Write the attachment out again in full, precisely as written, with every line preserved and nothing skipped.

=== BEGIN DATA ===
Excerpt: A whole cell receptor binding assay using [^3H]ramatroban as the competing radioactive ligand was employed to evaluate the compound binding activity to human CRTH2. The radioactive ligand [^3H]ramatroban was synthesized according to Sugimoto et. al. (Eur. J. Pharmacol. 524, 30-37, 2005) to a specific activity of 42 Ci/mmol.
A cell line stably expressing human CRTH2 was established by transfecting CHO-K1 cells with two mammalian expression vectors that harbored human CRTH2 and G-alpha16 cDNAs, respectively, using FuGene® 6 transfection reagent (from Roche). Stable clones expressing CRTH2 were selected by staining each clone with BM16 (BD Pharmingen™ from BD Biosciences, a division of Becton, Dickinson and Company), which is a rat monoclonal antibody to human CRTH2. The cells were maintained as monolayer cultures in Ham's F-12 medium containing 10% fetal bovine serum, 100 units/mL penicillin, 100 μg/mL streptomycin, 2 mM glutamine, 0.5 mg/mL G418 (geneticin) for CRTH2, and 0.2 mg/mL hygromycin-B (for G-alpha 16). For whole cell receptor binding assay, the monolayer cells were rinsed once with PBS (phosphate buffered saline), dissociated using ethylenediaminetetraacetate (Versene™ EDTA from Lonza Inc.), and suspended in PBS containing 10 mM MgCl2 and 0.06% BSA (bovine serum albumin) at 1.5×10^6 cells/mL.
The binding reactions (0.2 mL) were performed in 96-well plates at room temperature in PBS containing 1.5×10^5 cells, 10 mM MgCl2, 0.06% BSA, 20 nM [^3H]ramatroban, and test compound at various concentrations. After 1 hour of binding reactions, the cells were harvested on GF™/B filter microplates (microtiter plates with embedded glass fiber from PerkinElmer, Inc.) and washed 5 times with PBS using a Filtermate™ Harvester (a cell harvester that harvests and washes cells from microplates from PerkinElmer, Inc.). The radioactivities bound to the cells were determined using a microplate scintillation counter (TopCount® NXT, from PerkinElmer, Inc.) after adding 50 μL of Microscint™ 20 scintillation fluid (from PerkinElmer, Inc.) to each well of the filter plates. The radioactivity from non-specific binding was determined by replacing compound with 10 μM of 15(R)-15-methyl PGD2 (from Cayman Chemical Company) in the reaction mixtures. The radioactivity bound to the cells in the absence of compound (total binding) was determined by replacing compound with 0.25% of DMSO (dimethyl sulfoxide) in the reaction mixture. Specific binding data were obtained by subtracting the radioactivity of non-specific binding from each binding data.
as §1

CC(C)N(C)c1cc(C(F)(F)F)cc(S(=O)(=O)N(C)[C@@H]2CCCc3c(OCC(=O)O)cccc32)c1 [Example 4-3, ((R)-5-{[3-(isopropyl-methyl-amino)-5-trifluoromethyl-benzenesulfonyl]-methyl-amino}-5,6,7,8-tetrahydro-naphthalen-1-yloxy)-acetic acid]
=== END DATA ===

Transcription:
Excerpt: A whole cell receptor binding assay using [^3H]ramatroban as the competing radioactive ligand was employed to evaluate the compound binding activity to human CRTH2. The radioactive ligand [^3H]ramatroban was synthesized according to Sugimoto et. al. (Eur. J. Pharmacol. 524, 30-37, 2005) to a specific activity of 42 Ci/mmol.
A cell line stably expressing human CRTH2 was established by transfecting CHO-K1 cells with two mammalian expression vectors that harbored human CRTH2 and G-alpha16 cDNAs, respectively, using FuGene® 6 transfection reagent (from Roche). Stable clones expressing CRTH2 were selected by staining each clone with BM16 (BD Pharmingen™ from BD Biosciences, a division of Becton, Dickinson and Company), which is a rat monoclonal antibody to human CRTH2. The cells were maintained as monolayer cultures in Ham's F-12 medium containing 10% fetal bovine serum, 100 units/mL penicillin, 100 μg/mL streptomycin, 2 mM glutamine, 0.5 mg/mL G418 (geneticin) for CRTH2, and 0.2 mg/mL hygromycin-B (for G-alpha 16). For whole cell receptor binding assay, the monolayer cells were rinsed once with PBS (phosphate buffered saline), dissociated using ethylenediaminetetraacetate (Versene™ EDTA from Lonza Inc.), and suspended in PBS containing 10 mM MgCl2 and 0.06% BSA (bovine serum albumin) at 1.5×10^6 cells/mL.
The binding reactions (0.2 mL) were performed in 96-well plates at room temperature in PBS containing 1.5×10^5 cells, 10 mM MgCl2, 0.06% BSA, 20 nM [^3H]ramatroban, and test compound at various concentrations. After 1 hour of binding reactions, the cells were harvested on GF™/B filter microplates (microtiter plates with embedded glass fiber from PerkinElmer, Inc.) and washed 5 times with PBS using a Filtermate™ Harvester (a cell harvester that harvests and washes cells from microplates from PerkinElmer, Inc.). The radioactivities bound to the cells were determined using a microplate scintillation counter (TopCount® NXT, from PerkinElmer, Inc.) after adding 50 μL of Microscint™ 20 scintillation fluid (from PerkinElmer, Inc.) to each well of the filter plates. The radioactivity from non-specific binding was determined by replacing compound with 10 μM of 15(R)-15-methyl PGD2 (from Cayman Chemical Company) in the reaction mixtures. The radioactivity bound to the cells in the absence of compound (total binding) was determined by replacing compound with 0.25% of DMSO (dimethyl sulfoxide) in the reaction mixture. Specific binding data were obtained by subtracting the radioactivity of non-specific binding from each binding data.
as §1

CC(C)N(C)c1cc(C(F)(F)F)cc(S(=O)(=O)N(C)[C@@H]2CCCc3c(OCC(=O)O)cccc32)c1 [Example 4-3, ((R)-5-{[3-(isopropyl-methyl-amino)-5-trifluoromethyl-benzenesulfonyl]-methyl-amino}-5,6,7,8-tetrahydro-naphthalen-1-yloxy)-acetic acid]